The Upper Moreland School Board meeting last week at the garnered attention from community clubs and organizations as audience members questioned fees they thought were unwarranted.
Lisa Driscoll and other members of the Booster Club, which raises funds for many co-curricular activities in the district, came to explain the contributions of their club more than offset the costs of the school hosting their .
“We give a heck of a lot back to the school. We have value. We don’t think it’s over and above to ask to not have to pay for the janitor,” Driscoll said.
Donald Warner, chairperson of the facilities and operations committee, explained that the fees were in place to make it even for other organizations.
“We’ve just been trying to tighten that up. We want to make sure there’s balance and fairness to other organizations.”
Driscoll then presented a financial breakdown of the donations given by the Booster Club, which illuminated the situation regarding co-curricular funding. Since the economic climate has forced cuts across co-curricular departments, coaches have been approaching the Booster Club for supplies like bats for the softball team when their own budget could not cover all the supplies needed for the new season.
“The district is extremely grateful for the efforts and fundraising by the Booster Club, but they shouldn’t be the ones responsible for buying softball bats,” said superintendent Dr. Robert Milrod. “The coaches should be coming to us and saying this is what we need, and we’ll do what needs to be done to make sure they have the equipment they need to start the season.”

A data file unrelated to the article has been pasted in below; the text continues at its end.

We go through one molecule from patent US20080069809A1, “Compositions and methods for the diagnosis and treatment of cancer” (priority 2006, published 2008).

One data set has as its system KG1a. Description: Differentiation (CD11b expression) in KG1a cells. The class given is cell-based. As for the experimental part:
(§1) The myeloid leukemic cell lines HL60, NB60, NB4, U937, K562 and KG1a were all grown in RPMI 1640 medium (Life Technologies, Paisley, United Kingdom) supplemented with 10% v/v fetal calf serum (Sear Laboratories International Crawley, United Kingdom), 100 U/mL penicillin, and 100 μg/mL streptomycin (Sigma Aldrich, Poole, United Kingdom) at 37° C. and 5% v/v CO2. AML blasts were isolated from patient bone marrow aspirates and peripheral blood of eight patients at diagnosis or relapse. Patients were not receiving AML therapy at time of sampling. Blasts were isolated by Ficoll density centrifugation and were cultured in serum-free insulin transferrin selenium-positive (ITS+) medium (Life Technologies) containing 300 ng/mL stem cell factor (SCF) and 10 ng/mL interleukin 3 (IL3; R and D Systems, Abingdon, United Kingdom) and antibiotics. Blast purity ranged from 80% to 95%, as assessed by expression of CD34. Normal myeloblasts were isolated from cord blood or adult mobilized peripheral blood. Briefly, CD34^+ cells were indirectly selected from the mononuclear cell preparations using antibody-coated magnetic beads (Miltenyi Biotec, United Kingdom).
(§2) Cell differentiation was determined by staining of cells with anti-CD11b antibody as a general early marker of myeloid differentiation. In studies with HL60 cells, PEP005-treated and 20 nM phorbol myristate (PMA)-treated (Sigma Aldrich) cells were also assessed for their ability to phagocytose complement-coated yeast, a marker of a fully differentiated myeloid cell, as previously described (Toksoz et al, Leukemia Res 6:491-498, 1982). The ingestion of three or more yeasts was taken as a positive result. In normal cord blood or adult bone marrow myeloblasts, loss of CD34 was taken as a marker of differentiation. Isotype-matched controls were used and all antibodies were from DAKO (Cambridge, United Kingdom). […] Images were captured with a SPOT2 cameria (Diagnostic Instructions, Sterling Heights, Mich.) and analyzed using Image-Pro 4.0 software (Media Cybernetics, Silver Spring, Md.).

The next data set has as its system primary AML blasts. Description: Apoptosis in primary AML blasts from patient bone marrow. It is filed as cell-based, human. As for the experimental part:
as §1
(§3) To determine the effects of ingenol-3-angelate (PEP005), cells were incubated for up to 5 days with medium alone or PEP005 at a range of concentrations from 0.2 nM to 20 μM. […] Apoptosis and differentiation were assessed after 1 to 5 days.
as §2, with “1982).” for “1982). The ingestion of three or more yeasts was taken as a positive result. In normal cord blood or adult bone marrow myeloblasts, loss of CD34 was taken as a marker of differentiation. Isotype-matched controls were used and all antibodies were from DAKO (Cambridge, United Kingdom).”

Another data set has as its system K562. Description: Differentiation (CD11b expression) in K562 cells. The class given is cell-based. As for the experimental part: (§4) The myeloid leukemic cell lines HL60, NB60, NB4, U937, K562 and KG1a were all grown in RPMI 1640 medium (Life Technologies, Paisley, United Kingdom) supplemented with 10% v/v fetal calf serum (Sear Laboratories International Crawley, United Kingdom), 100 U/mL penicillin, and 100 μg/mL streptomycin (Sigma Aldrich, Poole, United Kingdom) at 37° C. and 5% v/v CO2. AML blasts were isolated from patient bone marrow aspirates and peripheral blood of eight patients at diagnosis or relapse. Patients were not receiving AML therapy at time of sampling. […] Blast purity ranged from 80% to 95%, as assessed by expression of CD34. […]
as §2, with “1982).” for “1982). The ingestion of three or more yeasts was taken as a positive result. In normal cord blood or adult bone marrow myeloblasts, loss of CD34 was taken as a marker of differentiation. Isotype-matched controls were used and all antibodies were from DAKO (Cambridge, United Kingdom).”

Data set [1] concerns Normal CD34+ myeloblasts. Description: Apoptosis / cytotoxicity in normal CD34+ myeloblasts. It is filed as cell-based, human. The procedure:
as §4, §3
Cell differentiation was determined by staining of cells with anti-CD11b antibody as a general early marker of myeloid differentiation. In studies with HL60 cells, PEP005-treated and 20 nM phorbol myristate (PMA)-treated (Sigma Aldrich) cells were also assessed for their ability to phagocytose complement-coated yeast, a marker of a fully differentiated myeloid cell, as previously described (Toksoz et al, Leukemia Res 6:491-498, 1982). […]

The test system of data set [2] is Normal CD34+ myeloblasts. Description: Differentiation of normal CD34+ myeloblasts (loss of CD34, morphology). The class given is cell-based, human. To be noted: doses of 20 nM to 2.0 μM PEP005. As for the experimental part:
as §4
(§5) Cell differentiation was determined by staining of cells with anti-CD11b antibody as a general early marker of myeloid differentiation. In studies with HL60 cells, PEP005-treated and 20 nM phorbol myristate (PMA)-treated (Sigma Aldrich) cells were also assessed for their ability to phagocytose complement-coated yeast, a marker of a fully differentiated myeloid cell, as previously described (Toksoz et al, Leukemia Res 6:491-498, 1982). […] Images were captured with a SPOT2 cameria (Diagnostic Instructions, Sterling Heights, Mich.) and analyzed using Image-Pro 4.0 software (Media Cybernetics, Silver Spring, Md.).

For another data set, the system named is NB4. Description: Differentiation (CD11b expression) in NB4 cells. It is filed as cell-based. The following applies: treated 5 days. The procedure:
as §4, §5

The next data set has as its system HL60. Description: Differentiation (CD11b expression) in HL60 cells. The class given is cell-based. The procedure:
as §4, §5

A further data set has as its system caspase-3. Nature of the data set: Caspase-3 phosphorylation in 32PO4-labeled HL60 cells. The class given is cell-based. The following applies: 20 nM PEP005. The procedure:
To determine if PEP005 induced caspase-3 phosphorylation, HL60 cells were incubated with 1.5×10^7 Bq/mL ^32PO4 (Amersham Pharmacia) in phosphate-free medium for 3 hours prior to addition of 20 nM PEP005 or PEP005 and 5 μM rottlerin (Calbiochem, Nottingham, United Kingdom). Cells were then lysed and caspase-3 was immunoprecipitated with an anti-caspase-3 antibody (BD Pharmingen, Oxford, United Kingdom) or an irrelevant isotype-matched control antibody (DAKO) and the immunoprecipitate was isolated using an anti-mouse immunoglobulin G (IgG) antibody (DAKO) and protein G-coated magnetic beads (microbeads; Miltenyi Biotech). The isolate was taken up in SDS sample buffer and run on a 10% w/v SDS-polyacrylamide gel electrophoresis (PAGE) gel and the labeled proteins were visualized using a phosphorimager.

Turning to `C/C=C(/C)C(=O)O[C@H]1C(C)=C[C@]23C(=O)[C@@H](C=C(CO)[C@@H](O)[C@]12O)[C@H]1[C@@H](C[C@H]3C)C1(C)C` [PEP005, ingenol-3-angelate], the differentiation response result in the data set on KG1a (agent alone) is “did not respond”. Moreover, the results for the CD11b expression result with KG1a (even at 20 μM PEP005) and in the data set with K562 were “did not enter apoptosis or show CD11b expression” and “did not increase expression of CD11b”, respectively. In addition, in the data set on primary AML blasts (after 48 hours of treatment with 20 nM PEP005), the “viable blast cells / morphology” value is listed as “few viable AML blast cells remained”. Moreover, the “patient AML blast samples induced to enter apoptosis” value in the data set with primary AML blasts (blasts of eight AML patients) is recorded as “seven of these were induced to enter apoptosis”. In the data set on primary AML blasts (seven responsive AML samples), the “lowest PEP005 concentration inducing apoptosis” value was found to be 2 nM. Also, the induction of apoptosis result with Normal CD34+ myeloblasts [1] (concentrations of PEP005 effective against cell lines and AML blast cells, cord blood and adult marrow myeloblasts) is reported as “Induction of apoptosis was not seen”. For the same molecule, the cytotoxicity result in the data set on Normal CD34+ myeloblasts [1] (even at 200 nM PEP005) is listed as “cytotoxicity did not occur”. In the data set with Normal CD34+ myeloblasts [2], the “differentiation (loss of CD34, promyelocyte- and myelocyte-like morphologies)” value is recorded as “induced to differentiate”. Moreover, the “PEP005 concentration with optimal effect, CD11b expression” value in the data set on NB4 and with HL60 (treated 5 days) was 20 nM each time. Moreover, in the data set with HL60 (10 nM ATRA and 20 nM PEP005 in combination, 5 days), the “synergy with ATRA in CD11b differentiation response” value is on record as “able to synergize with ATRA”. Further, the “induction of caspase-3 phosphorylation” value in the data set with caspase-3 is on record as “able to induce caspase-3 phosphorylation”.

Athletic director Richard Gould gave an impassioned speech to the room about the budgeting for athletics and the need for organizations like the Booster Club.
“I used to get $105,000 to fund 28 teams. That got cut to $94,000. Now about $75,000 of that has to go to officials and dues, which leaves me with $19,000 to fund nearly 30 teams," Gould said. "We need another way to fund athletics.”
According to committee discourse, an issue with supplemental funding to the coaches is that it isn’t kept track of by the school district, as the coaches reach out to organizations outside of the district.
“That’s what we need to get to, put the accounting in the right spot,” said committee member Paul Roberts.
Donald Warner added that the administration was “looking to put together a better process.”
Milrod has recently been working on a for all co-curricular activities that shows the frequency at which equipment should be purchased.
“Organizations that want fees waived need to show the board how they will offset district costs, and that will get us through this year,” Milrod said.